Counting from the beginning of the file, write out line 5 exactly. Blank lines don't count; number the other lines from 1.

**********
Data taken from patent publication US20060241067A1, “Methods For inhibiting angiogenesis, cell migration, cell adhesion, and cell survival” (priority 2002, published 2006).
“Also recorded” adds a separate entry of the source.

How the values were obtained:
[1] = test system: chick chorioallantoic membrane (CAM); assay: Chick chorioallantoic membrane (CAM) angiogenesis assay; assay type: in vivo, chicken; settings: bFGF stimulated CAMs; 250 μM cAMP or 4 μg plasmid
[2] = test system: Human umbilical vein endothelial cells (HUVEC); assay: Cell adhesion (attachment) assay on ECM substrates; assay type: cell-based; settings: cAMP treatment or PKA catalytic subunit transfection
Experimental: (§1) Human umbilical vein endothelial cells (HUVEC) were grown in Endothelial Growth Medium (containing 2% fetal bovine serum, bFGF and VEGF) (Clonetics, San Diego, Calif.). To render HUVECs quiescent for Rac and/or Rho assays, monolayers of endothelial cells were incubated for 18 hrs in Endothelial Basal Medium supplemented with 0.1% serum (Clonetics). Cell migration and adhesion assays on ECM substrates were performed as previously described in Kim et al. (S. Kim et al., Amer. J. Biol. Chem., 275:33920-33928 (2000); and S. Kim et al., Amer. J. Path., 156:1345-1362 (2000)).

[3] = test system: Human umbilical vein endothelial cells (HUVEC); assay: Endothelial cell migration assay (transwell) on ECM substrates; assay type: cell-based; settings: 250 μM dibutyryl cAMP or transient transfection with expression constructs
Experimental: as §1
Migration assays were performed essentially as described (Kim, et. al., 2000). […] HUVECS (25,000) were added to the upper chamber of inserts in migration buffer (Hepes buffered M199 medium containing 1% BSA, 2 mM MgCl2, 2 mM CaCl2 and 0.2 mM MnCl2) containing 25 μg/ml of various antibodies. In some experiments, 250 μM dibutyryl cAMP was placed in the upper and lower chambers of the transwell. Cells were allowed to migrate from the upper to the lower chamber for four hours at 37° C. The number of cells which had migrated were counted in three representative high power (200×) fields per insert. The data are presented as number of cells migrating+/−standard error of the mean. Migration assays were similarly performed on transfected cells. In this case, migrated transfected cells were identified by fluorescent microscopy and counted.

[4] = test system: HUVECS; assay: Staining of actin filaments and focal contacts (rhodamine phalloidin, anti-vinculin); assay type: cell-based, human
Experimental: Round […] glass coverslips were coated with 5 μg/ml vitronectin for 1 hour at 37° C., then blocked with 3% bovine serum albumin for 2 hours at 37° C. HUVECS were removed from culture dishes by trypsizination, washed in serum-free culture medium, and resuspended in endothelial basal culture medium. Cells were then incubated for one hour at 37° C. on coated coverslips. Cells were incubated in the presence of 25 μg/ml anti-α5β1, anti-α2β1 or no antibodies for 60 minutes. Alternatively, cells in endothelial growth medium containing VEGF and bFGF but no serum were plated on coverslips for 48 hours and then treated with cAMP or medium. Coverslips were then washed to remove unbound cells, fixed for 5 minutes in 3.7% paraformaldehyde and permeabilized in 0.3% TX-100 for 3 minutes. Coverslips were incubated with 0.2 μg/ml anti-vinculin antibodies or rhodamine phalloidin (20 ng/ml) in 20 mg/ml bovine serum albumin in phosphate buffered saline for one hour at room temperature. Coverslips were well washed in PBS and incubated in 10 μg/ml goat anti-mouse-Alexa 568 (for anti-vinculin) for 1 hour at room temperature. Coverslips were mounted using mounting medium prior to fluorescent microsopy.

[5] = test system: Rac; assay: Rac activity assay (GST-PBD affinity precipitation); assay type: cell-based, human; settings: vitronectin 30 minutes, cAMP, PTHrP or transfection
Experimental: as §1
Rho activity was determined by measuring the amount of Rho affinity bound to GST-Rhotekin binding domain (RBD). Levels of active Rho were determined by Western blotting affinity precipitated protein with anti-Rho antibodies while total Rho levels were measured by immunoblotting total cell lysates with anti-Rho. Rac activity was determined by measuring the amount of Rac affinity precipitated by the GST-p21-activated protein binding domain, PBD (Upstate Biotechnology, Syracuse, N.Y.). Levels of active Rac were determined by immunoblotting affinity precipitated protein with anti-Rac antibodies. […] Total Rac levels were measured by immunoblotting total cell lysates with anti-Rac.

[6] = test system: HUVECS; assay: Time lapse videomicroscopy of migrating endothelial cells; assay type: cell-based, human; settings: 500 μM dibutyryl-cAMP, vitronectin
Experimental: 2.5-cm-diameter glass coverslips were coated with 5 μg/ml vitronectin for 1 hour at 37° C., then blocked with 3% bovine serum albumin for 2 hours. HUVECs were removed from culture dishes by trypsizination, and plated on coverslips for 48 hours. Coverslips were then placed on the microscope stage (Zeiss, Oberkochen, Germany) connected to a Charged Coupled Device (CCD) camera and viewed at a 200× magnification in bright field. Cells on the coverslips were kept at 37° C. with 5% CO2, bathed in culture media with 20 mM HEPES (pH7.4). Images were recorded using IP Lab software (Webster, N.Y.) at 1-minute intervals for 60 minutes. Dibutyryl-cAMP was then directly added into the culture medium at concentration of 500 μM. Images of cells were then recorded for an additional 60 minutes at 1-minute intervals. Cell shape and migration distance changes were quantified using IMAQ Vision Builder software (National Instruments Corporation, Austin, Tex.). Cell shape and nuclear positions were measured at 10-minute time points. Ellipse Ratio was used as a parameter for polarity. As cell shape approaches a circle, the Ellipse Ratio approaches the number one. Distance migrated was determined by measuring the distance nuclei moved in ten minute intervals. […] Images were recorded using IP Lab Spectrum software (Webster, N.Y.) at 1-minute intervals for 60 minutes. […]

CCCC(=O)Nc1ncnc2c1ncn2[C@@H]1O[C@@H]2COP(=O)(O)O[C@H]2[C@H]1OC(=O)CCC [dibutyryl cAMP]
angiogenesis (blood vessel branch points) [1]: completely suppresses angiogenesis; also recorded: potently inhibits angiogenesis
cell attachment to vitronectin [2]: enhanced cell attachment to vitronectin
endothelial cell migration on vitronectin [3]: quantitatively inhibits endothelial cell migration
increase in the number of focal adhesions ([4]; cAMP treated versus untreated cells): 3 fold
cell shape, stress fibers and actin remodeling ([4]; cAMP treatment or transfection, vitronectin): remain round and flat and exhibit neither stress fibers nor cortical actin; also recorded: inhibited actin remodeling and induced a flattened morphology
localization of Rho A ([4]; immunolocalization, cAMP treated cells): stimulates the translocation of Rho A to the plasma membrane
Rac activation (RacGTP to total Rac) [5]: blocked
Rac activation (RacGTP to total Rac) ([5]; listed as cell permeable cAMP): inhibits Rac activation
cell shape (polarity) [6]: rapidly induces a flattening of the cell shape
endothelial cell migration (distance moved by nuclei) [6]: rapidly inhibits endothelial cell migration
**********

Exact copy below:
[2] = test system: Human umbilical vein endothelial cells (HUVEC); assay: Cell adhesion (attachment) assay on ECM substrates; assay type: cell-based; settings: cAMP treatment or PKA catalytic subunit transfection